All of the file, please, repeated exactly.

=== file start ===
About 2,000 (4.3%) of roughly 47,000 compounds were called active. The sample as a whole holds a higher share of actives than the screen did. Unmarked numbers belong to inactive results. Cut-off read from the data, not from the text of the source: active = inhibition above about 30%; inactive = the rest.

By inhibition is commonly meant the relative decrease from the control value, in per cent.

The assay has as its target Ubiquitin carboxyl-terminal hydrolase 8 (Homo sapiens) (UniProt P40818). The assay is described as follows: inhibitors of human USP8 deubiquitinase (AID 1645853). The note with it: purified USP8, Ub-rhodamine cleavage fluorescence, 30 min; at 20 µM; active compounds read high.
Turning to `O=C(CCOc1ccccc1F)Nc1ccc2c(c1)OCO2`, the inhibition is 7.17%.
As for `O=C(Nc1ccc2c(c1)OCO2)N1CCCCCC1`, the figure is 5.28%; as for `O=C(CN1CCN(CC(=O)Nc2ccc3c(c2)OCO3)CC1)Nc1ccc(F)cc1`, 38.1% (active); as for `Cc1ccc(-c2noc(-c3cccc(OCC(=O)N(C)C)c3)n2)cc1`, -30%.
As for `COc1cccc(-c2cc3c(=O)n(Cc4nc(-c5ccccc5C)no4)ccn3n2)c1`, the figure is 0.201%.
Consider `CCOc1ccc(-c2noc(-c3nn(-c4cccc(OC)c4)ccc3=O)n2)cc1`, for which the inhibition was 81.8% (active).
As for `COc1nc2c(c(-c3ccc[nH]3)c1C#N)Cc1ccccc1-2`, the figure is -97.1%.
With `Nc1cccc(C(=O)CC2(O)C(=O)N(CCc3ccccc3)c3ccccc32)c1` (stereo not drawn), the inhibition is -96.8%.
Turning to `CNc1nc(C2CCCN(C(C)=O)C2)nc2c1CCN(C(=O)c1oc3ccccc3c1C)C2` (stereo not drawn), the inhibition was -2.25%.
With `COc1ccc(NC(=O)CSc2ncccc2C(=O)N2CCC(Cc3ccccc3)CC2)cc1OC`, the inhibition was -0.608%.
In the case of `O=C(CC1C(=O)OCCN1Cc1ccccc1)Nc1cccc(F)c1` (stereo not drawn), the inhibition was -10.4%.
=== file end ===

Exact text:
About 2,000 (4.3%) of roughly 47,000 compounds were called active. The sample as a whole holds a higher share of actives than the screen did. Unmarked numbers belong to inactive results. Cut-off read from the data, not from the text of the source: active = inhibition above about 30%; inactive = the rest.

By inhibition is commonly meant the relative decrease from the control value, in per cent.

The assay has as its target Ubiquitin carboxyl-terminal hydrolase 8 (Homo sapiens) (UniProt P40818). The assay is described as follows: inhibitors of human USP8 deubiquitinase (AID 1645853). The note with it: purified USP8, Ub-rhodamine cleavage fluorescence, 30 min; at 20 µM; active compounds read high.
Turning to `O=C(CCOc1ccccc1F)Nc1ccc2c(c1)OCO2`, the inhibition is 7.17%.
As for `O=C(Nc1ccc2c(c1)OCO2)N1CCCCCC1`, the figure is 5.28%; as for `O=C(CN1CCN(CC(=O)Nc2ccc3c(c2)OCO3)CC1)Nc1ccc(F)cc1`, 38.1% (active); as for `Cc1ccc(-c2noc(-c3cccc(OCC(=O)N(C)C)c3)n2)cc1`, -30%.
As for `COc1cccc(-c2cc3c(=O)n(Cc4nc(-c5ccccc5C)no4)ccn3n2)c1`, the figure is 0.201%.
Consider `CCOc1ccc(-c2noc(-c3nn(-c4cccc(OC)c4)ccc3=O)n2)cc1`, for which the inhibition was 81.8% (active).
As for `COc1nc2c(c(-c3ccc[nH]3)c1C#N)Cc1ccccc1-2`, the figure is -97.1%.
With `Nc1cccc(C(=O)CC2(O)C(=O)N(CCc3ccccc3)c3ccccc32)c1` (stereo not drawn), the inhibition is -96.8%.
Turning to `CNc1nc(C2CCCN(C(C)=O)C2)nc2c1CCN(C(=O)c1oc3ccccc3c1C)C2` (stereo not drawn), the inhibition was -2.25%.
With `COc1ccc(NC(=O)CSc2ncccc2C(=O)N2CCC(Cc3ccccc3)CC2)cc1OC`, the inhibition was -0.608%.
In the case of `O=C(CC1C(=O)OCCN1Cc1ccccc1)Nc1cccc(F)c1` (stereo not drawn), the inhibition was -10.4%.